The Net Neutrality whistles are blowing and flags are flying this morning over buzz that Verizon Wireless will be throttling data speeds for its heaviest data users. The change, effective immediately, is believed to be part of Verizon's efforts to ensure that its network is ready for the flood of iPhone users who will start powering up those devices next week.
In a nutshell, if you're a heavy user - and you really have no way of knowing if that's you or not - then Verizon Wireless "may reduce your data throughput speeds periodically for the remainder of your then current and immediately following billing cycle to ensure high quality network performance for other users at locations and times of peak demand."
Maybe I'm wrong here, but doesn't that just reek of network discrimination? After all, I pay monthly for an unlimited amount of data services - and I use it. Web surf, download apps, stream music, the whole bit. Should I be punished for using something I pay for because other customers don't do the same?
That's like watching ESPN 24 hours a day and then having the programming cut in half for the last week of the month because other customers don't watch it as much as I do. How is that right?
I realize that there is a finite amount of available broadband in a mobile world and that the carriers are dealing with a balancing act to make sure that every customer has a good experience. But can a Internet service provider - and Verizon is exactly that - really discriminate against certain customers because they're using something that they legitimately pay for?
Apparently, it can.
The whole concept of Network Neutrality is a mess in this country, partly because a court ruling took away the FCC's teeth in setting some ground rules and partly because the jury is still out on how to regulate mobile broadband against home broadband.
Granted, the rules that are being imposed have more to do with restrict what ISPs can do to as it relates to sites that utilize heavy amounts of broadband - not necessarily the customers themselves.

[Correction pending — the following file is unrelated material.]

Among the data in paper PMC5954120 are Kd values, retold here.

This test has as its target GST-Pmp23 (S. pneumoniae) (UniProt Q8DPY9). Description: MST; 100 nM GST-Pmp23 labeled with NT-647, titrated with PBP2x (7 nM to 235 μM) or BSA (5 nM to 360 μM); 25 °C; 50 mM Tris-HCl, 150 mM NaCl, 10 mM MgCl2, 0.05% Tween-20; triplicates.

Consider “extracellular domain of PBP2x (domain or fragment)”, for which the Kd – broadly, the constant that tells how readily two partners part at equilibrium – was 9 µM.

Verizon Wireless spokesman Jeffrey Nelson told Dow Jones today that the new policy is not related to next week's release of an iPhone on its network or the launch of pre-orders today, even though there have been widespread questions about how Verizon's network will hold up with a flood of iPhones hitting it.
In fairness to Verizon, the company isn't just implementing a policy that will affect heavy users. It's also taking steps to make the network more efficient so that hiccups don't become the norm. From a PDF statement on its Web site:
We are implementing optimization and transcoding technologies in our network to transmit data files in a more efficient manner to allow available network capacity to benefit the greatest number of users. These techniques include caching less data, using less capacity, and sizing the video more appropriately for the device. The optimization process is agnostic to the content itself and to the website that provides it. While we invest much effort to avoid changing text, image, and video files in the compression process and while any change to the file is likely to be indiscernible, the optimization process may minimally impact the appearance of the file as displayed on your device. For a further, more detailed explanation of these techniques, please visit www.verizonwireless.com/vzwoptimization.
The new changes take effect today.